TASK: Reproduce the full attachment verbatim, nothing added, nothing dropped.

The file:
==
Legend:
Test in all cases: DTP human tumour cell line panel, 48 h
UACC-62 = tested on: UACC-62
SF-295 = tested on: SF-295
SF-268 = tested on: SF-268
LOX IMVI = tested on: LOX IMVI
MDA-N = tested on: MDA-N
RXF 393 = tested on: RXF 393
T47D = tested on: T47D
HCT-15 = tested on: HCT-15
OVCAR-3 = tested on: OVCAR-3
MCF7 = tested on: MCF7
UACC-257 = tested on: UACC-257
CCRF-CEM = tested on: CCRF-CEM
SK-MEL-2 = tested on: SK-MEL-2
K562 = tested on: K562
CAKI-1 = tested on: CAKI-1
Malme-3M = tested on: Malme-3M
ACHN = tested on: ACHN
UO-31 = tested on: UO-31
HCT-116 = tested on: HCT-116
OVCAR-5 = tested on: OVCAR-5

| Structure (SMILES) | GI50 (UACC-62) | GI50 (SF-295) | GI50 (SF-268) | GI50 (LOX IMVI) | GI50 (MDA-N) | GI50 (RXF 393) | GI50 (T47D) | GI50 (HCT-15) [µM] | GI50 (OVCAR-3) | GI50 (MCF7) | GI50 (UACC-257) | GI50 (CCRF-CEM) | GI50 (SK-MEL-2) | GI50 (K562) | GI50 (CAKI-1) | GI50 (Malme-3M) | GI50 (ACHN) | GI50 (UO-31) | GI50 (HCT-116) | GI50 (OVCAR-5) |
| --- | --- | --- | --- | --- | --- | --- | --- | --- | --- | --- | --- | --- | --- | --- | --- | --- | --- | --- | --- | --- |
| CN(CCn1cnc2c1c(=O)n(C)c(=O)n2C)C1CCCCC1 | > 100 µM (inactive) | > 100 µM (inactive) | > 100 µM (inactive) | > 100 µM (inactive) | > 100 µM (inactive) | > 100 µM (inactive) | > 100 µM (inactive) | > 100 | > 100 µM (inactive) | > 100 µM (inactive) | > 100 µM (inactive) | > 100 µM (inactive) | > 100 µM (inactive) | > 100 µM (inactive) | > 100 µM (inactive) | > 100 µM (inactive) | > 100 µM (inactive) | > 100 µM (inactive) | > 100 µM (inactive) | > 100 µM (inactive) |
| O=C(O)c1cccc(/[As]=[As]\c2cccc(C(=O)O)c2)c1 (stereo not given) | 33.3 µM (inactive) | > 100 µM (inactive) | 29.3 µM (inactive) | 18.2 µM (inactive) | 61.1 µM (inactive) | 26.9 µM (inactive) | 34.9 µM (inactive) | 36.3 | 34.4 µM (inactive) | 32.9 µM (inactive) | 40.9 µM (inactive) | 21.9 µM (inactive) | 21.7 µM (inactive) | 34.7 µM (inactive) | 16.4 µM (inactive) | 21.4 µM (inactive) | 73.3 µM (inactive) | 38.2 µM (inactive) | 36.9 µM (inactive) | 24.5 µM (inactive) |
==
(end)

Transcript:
Legend:
Test in all cases: DTP human tumour cell line panel, 48 h
UACC-62 = tested on: UACC-62
SF-295 = tested on: SF-295
SF-268 = tested on: SF-268
LOX IMVI = tested on: LOX IMVI
MDA-N = tested on: MDA-N
RXF 393 = tested on: RXF 393
T47D = tested on: T47D
HCT-15 = tested on: HCT-15
OVCAR-3 = tested on: OVCAR-3
MCF7 = tested on: MCF7
UACC-257 = tested on: UACC-257
CCRF-CEM = tested on: CCRF-CEM
SK-MEL-2 = tested on: SK-MEL-2
K562 = tested on: K562
CAKI-1 = tested on: CAKI-1
Malme-3M = tested on: Malme-3M
ACHN = tested on: ACHN
UO-31 = tested on: UO-31
HCT-116 = tested on: HCT-116
OVCAR-5 = tested on: OVCAR-5

| Structure (SMILES) | GI50 (UACC-62) | GI50 (SF-295) | GI50 (SF-268) | GI50 (LOX IMVI) | GI50 (MDA-N) | GI50 (RXF 393) | GI50 (T47D) | GI50 (HCT-15) [µM] | GI50 (OVCAR-3) | GI50 (MCF7) | GI50 (UACC-257) | GI50 (CCRF-CEM) | GI50 (SK-MEL-2) | GI50 (K562) | GI50 (CAKI-1) | GI50 (Malme-3M) | GI50 (ACHN) | GI50 (UO-31) | GI50 (HCT-116) | GI50 (OVCAR-5) |
| --- | --- | --- | --- | --- | --- | --- | --- | --- | --- | --- | --- | --- | --- | --- | --- | --- | --- | --- | --- | --- |
| CN(CCn1cnc2c1c(=O)n(C)c(=O)n2C)C1CCCCC1 | > 100 µM (inactive) | > 100 µM (inactive) | > 100 µM (inactive) | > 100 µM (inactive) | > 100 µM (inactive) | > 100 µM (inactive) | > 100 µM (inactive) | > 100 | > 100 µM (inactive) | > 100 µM (inactive) | > 100 µM (inactive) | > 100 µM (inactive) | > 100 µM (inactive) | > 100 µM (inactive) | > 100 µM (inactive) | > 100 µM (inactive) | > 100 µM (inactive) | > 100 µM (inactive) | > 100 µM (inactive) | > 100 µM (inactive) |
| O=C(O)c1cccc(/[As]=[As]\c2cccc(C(=O)O)c2)c1 (stereo not given) | 33.3 µM (inactive) | > 100 µM (inactive) | 29.3 µM (inactive) | 18.2 µM (inactive) | 61.1 µM (inactive) | 26.9 µM (inactive) | 34.9 µM (inactive) | 36.3 | 34.4 µM (inactive) | 32.9 µM (inactive) | 40.9 µM (inactive) | 21.9 µM (inactive) | 21.7 µM (inactive) | 34.7 µM (inactive) | 16.4 µM (inactive) | 21.4 µM (inactive) | 73.3 µM (inactive) | 38.2 µM (inactive) | 36.9 µM (inactive) | 24.5 µM (inactive) |